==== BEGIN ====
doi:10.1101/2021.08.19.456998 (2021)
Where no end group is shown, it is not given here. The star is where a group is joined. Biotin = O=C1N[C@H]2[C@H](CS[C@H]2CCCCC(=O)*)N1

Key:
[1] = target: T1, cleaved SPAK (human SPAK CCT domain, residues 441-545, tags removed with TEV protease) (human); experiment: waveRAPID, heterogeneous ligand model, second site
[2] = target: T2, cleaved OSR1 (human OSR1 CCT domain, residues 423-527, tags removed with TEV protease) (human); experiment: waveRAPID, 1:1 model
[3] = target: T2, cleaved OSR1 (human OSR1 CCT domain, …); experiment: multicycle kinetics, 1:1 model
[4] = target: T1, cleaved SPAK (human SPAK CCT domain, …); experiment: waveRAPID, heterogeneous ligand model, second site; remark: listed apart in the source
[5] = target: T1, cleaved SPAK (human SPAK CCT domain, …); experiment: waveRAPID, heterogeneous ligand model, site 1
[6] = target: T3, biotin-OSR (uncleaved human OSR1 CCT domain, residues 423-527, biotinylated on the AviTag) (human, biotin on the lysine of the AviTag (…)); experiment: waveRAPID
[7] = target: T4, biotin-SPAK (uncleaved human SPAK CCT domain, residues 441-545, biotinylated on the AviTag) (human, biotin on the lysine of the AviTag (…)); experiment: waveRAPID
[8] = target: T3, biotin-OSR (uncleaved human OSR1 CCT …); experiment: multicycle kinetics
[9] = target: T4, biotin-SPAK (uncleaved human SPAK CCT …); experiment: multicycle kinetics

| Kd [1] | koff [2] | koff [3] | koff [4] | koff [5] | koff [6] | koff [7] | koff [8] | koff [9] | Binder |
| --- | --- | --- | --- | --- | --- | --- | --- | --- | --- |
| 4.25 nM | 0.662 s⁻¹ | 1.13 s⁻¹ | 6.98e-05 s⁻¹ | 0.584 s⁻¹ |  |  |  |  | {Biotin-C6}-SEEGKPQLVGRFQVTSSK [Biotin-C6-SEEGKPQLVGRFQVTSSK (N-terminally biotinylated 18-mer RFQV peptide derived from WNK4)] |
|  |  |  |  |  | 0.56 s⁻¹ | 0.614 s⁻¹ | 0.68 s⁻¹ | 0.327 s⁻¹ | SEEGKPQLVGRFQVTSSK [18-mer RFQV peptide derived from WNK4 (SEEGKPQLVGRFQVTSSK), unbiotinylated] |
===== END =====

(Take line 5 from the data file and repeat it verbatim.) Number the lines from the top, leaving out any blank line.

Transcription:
[2] = target: T2, cleaved OSR1 (human OSR1 CCT domain, residues 423-527, tags removed with TEV protease) (human); experiment: waveRAPID, 1:1 model